Reviewed by Richard W. Hallett, Northeastern Illinois University
In the introduction (1–8), the authors define second language acquisition (SLA) as ‘a research field that focuses on learners and learning rather than teachers and teaching’ (1). They then guide the reader through the historical development of SLA studies beginning with the 1970s and moving through the 2000s ‘and beyond’ (5). Following this condensed history, there is a short section on SLA and second language (L2) teaching. The introduction concludes with a short description of the book’s contents.
Following the introduction is a section titled ‘Key issues in second language acquisition’ (9–57). The nine questions the authors briefly answer include ‘What is the initial state?’ (11–15), ‘Can L2 learners become native-like?’ (16–21), ‘Is there a critical period?’ (22–26), ‘What does development look like?’ (27–31), ‘What are the roles of explicit and implicit learning in SLA?’ (32–35), ‘What are the roles of input and output in SLA?’ (36–41), ‘What are individual differences and how do they affect acquisition?’ (42–46), ‘Does instruction make a difference?’ (47–52), and ‘What constraints are there on acquisition?’ (53–57).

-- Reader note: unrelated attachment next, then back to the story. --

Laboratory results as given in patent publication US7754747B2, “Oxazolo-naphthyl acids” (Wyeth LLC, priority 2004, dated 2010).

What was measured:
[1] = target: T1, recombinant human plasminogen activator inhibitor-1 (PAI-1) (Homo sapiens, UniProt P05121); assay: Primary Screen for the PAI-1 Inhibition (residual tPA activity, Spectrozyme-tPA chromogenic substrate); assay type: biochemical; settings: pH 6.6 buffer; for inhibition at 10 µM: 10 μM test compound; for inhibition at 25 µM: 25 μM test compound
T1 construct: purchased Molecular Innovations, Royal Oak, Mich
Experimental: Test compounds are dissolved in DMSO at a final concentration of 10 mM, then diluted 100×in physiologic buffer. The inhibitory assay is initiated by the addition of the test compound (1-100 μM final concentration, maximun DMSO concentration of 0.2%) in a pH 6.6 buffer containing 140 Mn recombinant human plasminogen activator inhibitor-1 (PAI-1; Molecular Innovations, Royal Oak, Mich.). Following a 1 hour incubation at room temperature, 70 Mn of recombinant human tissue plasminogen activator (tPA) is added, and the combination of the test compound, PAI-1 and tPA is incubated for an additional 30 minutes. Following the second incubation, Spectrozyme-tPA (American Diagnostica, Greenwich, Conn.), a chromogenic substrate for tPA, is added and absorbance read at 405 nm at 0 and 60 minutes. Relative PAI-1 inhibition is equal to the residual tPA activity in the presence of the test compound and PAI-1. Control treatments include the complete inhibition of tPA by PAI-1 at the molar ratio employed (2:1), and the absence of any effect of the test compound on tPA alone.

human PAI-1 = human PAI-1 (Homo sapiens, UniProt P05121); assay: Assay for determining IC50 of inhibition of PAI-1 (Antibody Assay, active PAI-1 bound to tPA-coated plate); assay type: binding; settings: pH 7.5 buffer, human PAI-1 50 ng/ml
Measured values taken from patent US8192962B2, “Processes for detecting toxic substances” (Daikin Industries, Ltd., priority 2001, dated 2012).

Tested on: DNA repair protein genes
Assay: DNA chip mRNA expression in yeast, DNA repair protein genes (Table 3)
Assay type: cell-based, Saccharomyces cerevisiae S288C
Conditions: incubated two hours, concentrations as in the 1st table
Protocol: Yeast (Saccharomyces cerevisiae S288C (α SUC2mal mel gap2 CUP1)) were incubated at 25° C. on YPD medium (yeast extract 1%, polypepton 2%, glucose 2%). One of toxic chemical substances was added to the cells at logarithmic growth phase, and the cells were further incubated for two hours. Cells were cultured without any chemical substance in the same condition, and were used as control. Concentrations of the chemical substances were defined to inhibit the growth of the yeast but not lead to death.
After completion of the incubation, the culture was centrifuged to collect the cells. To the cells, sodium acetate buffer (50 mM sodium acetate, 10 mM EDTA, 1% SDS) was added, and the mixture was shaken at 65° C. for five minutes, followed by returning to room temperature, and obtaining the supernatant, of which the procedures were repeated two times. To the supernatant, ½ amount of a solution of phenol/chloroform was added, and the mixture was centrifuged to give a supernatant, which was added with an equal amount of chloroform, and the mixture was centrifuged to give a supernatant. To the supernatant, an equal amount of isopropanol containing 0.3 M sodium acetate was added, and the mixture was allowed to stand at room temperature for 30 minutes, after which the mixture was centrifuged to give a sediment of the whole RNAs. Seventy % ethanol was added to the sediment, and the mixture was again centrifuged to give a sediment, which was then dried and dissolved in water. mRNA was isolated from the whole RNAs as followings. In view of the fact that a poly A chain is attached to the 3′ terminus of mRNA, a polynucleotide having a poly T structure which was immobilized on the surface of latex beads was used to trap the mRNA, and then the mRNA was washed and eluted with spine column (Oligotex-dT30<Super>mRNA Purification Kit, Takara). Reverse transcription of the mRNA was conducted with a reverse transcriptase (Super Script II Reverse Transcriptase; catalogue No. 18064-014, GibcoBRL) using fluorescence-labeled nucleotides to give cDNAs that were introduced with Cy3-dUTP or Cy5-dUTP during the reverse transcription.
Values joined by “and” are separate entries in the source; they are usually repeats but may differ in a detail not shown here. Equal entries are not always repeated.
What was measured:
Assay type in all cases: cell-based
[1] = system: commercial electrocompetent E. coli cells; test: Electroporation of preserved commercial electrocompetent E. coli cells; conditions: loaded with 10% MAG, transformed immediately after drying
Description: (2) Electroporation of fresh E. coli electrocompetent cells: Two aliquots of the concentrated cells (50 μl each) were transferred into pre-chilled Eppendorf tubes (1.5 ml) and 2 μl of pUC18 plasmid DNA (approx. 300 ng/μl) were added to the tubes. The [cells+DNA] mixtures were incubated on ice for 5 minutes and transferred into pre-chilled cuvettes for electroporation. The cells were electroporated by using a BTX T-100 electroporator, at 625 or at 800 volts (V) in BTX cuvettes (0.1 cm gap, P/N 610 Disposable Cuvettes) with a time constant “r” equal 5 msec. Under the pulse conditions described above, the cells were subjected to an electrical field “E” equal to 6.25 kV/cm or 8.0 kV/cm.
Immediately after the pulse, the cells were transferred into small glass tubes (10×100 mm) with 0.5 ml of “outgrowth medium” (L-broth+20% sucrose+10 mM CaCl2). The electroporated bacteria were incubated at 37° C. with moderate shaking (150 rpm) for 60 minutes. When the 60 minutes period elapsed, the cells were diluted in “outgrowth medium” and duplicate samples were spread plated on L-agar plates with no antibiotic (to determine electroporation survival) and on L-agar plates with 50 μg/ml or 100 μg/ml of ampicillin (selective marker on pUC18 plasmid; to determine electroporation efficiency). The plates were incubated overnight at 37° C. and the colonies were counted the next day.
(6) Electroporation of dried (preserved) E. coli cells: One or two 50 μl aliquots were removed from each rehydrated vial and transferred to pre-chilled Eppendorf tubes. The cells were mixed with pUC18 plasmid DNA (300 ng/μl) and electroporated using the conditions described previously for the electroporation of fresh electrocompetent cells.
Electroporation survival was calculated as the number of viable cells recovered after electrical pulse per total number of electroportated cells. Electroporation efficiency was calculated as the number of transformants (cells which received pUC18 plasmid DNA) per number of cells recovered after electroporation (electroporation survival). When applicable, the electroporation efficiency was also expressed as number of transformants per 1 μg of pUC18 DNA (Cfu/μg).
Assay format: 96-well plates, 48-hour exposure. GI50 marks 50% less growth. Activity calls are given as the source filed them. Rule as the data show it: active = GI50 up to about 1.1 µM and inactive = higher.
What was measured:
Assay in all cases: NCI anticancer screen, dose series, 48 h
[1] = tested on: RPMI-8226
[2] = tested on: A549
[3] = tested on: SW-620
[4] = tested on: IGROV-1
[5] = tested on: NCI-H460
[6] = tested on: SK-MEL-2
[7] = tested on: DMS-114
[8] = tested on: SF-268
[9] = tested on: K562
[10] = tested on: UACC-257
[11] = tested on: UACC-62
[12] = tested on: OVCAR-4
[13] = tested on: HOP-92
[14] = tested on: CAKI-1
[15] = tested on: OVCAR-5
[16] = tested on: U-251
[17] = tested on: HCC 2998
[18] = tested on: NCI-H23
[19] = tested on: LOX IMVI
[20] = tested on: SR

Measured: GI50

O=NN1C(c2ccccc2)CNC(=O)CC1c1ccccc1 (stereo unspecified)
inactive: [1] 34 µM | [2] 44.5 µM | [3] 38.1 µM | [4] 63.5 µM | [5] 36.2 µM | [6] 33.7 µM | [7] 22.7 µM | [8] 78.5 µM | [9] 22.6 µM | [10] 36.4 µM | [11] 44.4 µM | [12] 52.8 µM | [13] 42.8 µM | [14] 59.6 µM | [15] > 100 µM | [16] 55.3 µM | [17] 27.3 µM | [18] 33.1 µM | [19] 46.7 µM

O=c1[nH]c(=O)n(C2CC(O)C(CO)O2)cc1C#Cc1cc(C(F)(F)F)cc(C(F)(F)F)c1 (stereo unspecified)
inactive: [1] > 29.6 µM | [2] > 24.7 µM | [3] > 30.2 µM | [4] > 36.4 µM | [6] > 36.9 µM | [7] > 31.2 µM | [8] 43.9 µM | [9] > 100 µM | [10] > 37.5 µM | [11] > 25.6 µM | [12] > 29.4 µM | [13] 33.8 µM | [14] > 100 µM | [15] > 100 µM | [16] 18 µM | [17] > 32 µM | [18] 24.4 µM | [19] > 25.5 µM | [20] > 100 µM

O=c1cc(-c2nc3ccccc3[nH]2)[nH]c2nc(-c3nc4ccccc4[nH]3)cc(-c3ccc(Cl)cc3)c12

The bulk of the text is found in the subsequent section, ‘Key terms in SLA’ (58–167). One hundred twenty-one entries for SLA terminology are provided in alphabetical order from accessibility hierarchy/noun phrase accessibility hierarchy (58) to working memory (167). All of the terms are defined and exemplified; several include the names of key SLA researchers associated with their development. The book concludes with a bibliography (168–84), which lists many seminal works in SLA studies.
As SLA is a field of linguistics prolific in terminology, this small book could be a very beneficial supplement in an SLA course.